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1st Lt Robin Chaurasiya

Patriotism Betrayed

By Denny Meyer

When I have the opportunity to speak with someone as patriotic, clearheaded, and intelligent as LT Chaurasiya, I feel as if I have been brought into the light from a place of dark ignorance.  It is somewhat of a mystery why it is that so many lesbian and gay service members are linguistic prodigies, but 1st Lt Chaurasiya stands out even among her peers.  She speaks 6 languages: Hindi, Urdu, Turkish, German, Luganda (Uganda), and Swahili, as well as English.  She was, in fact, being modest in listing those, as she can communicate in several more languages but didn’t want to claim that she’s fluent or conversational in them.  Frankly, if I were a military leader who had someone like that, I wouldn’t care if she had one arm, two heads, and three legs.  But, that is exactly how she’s been treated, quite specifically as if who she is was a character flaw.  They are specifically troubled about her sexual orientation; but also, she notes that women, and particularly minority women, are discriminated against and discharged in the military at an alarmingly high percentage compared to their small numerical presence in our armed forces.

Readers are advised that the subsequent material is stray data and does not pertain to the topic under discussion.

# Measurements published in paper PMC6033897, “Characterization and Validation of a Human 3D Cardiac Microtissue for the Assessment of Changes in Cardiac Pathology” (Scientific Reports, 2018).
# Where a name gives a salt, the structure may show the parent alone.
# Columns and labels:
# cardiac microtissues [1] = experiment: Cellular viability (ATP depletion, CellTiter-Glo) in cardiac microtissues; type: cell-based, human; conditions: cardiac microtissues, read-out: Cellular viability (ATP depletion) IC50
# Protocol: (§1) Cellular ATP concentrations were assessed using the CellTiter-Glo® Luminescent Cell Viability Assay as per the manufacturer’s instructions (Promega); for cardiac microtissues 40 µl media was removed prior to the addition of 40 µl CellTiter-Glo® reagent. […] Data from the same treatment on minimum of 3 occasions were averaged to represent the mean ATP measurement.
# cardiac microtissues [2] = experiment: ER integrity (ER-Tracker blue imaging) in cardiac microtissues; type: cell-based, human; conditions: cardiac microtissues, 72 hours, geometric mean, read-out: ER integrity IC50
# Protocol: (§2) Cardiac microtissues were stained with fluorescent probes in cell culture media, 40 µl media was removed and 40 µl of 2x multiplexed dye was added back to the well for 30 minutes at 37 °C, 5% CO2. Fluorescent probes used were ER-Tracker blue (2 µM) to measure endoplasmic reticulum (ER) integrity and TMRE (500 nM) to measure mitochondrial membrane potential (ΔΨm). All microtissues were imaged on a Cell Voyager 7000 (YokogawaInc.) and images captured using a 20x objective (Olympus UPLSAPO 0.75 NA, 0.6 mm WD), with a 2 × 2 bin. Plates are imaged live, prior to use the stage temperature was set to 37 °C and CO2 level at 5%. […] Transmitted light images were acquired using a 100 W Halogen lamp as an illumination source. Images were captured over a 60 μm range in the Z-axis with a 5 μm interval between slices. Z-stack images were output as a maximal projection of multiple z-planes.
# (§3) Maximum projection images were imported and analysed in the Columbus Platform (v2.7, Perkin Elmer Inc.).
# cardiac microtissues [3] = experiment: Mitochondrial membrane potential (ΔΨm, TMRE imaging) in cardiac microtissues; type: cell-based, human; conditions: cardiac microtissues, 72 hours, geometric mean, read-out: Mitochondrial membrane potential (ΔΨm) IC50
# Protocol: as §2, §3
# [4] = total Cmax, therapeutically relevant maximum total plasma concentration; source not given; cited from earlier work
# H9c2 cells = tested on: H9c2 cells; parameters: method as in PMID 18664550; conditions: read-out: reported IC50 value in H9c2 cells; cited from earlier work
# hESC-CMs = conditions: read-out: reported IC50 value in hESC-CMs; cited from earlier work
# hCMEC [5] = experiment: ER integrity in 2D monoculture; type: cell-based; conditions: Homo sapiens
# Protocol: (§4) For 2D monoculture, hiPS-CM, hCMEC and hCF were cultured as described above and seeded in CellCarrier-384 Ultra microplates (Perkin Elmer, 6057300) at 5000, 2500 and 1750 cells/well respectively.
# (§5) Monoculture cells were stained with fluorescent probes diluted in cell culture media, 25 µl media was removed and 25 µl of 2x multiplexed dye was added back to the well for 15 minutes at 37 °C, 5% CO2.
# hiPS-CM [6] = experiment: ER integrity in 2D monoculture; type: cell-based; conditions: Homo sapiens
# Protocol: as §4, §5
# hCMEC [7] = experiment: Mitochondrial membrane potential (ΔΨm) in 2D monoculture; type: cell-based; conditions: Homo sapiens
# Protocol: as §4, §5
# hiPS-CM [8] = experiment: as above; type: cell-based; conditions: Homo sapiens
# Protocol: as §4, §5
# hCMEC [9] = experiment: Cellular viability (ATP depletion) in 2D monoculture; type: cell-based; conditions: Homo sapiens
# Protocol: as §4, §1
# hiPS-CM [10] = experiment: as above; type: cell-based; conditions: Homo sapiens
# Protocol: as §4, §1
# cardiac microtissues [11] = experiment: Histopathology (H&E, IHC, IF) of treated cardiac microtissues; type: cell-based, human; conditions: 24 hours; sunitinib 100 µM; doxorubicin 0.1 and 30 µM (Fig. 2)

The story follows of how the Air Force has entangled itself in bureaucratic obfuscation by deciding to discharge her, not discharge her, and again to discharge her because she might be, might not be, and in fact apparently is a lesbian.  I’m just a befuddled old former sergeant, but it seems to me that it ought not take a genius somewhere in the chain of command to realize that the most efficient and intelligent use of an asset like LT Chaurasiya would be to transfer her to Pentagon duty to provide insight to the Comprehensive Working Group studying ‘how’ to implement the integration of lesbian and gay service members.  She is a product of their education from college ROTC forward to the present.  She’s served in the Air Force for seven years, now.  She’s a triple minority, Air Force educated, highly intelligent, motivated officer.  She sounds useful to me, Sir.